For those just joining our blog series CSM from the Trenches, welcome. This series, now a community for frontline Customer Success Managers (CSMs), discusses trends, best practices, and advice that can help the frontline.
Being on the CSM frontline allows us to directly influence the success of our clients. I love that; as our clients are successful, we’re successful. Each day we learn from the trenches what it takes to make clients happy and successful.
We recently launched a new segment of the series that focuses on 7 mentor questions for the frontline. The goal is that by sharing our experiences, we’ll be able to learn and apply more practical advice / practices to our careers.
Let’s get started with this week’s post!
What is one customer success best practice you’ve applied in the last few months that has had a positive impact on your success in your role? How has it helped you?
I’ve stopped focusing on renewals (even though my team is responsible for them). Value must be the area of focus, and renewal is a byproduct of that. If your customers are truly finding the value and path to success they desire, the renewal will come naturally.
What are one or two things you typically do during the first hour of your day that leads to a productive day?
This actually starts the day prior. About 15-20 minutes before the close of reach day, I make a ‘do’ and ‘don’t’ list for the next day. It helps me bring closure to the current day, ensure nothing is falling off my radar, and clears my head for the evening when I disconnect and spend time with my family.
Then at the start of teach day, I review my ‘do’ and ‘don’t’ list. I believe that it’s just as important to know what you shouldn’t be working on, as it is to know what you should be working on.
The ‘don’t’ list is made up of high effort / low impact tasks, distractions, low value producing tasks, etc. Sometimes I find myself mid-sentence in an email that falls on the ‘don’t’ list, so I actually stop dead in my tracks and re-focus on the ‘to do’ list.
What are one to three books, blogs, or thought leaders that have greatly influenced your career, and why?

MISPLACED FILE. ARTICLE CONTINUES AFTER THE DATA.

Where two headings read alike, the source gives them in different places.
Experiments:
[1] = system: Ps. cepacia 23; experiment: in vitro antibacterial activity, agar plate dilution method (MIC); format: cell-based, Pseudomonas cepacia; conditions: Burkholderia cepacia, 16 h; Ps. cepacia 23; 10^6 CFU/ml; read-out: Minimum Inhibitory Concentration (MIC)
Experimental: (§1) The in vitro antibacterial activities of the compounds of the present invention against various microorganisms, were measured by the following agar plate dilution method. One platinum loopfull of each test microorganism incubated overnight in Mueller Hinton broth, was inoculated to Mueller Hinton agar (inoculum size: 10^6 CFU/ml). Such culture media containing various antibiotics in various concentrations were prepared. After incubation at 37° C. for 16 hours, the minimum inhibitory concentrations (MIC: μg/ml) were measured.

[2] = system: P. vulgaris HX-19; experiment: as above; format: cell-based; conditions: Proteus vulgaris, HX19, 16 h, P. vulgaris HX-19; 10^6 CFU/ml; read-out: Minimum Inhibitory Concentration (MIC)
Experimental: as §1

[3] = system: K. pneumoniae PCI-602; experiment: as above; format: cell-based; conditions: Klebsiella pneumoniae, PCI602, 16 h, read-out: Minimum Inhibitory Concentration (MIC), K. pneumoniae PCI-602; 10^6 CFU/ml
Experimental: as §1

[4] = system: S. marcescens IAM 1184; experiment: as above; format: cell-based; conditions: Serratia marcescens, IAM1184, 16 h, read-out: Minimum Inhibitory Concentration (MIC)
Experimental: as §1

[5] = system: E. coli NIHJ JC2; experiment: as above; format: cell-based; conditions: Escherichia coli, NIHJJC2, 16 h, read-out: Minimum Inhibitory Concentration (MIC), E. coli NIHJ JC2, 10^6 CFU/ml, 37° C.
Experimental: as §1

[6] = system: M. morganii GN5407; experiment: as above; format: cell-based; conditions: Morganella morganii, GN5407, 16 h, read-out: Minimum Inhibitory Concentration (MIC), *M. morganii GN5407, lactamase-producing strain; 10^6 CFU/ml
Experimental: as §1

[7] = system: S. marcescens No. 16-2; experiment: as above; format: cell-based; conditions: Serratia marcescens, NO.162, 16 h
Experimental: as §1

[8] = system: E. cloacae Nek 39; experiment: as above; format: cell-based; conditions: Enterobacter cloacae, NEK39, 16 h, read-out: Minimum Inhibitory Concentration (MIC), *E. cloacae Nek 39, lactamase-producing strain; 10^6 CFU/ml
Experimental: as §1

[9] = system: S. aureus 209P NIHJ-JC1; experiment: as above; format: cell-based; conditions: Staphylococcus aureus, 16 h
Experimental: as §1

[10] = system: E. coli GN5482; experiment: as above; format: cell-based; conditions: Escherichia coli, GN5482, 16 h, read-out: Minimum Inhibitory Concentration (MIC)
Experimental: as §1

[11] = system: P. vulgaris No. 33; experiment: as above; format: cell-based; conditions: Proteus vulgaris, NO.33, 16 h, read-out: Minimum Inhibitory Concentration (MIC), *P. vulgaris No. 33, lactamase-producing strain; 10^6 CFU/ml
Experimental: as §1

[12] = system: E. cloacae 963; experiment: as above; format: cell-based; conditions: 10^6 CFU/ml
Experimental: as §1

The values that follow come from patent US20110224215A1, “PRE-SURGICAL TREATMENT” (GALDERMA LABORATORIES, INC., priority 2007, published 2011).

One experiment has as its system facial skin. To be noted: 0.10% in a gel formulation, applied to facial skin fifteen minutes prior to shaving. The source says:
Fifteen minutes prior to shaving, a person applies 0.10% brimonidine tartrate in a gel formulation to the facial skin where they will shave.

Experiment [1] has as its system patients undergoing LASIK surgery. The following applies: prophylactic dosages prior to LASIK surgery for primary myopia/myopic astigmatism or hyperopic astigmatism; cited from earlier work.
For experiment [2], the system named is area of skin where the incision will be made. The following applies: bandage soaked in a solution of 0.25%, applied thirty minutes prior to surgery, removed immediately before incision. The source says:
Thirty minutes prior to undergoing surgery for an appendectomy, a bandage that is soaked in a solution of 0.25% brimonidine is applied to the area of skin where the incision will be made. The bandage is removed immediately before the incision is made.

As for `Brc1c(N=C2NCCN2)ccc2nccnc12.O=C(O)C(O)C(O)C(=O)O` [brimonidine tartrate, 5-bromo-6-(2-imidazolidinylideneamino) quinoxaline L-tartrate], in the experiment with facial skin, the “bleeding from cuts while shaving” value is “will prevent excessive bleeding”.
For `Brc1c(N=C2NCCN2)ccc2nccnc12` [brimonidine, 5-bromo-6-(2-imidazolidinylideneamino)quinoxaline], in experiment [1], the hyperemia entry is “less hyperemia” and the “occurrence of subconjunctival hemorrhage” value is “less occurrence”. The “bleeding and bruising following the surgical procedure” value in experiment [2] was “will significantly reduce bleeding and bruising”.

Never Split the Difference, by Chris Voss. This is a book on negotiating and has implications not only on your career as you navigate renewals, job offers, etc., but any time you need to negotiate in life.
Linchpin, by Seth Godin. This book unpacks the importance of sharing information around the organization in a healthy way that increases your value to everyone you interact with.
Shortcut: How Analogies Review Connections, Spark Innovations, and Sell our Greatest Ideas, by John Pollack. I’ve always been fascinated by communication and those that are incredibly effective at it. This applies both in the workplace, as well as daily life. This book breaks down the importance of relatable analogies and lowering communication barriers.
How has a failure, or apparent failure, during your time as a CSM set you up for later success? Do you have a “favorite failure”?
Early on, I didn’t understand the difference between happiness and success. All of my customers were happy; the problem was they all weren’t successful. I was blindsided by a few non-renewals from customers that I had a strong relationship with, but they weren’t successful. It was a tough quarter, but probably the one I am most thankful for.
What do you find most fulfilling about being a CSM?
The ability to impact the lives of hundreds / thousands / tens of thousands (you get it) users. Given that we spend the majority of each day at work, and the majority of that time interacting with software, that software has a meaningful impact of our happiness at work. If it’s effective, helps guide us towards our goals, etc., it adds to our happiness. With that, it’s our duty within CS to ensure that we are guiding our companies to build the best solution, and guiding our customers to deploy the best solution.
If you had to give one piece of advice to another CSM, what would you say and why?
Don’t focus on making your customers happy. Focus on making them successful. And understand the difference.
What is one customer success principle you try to live by?
There are actually three, and it’s a framework that allows decision making to be done freely and ensure it works for all constituents. That is to ask yourself three simple questions before you make a decision:
- Is this good for the Customer?
- Is this good for the Company?
- Is this good for the Culture?
If the answer is yes to all three, the decision / approach is sound. If it’s yes to just two of them, you may try tweaking your approach to see if you can solve for the third as well. If the answer is yes to just one, you’ve got some wood to chop. And if there isn’t a yes anywhere in there – you’ve got to start from square one.
Want to share your mentor advice? Submit your answers here.
Here are other customer success resources:
Customer Success eBooks:
Other CSM from the Trenches Posts:
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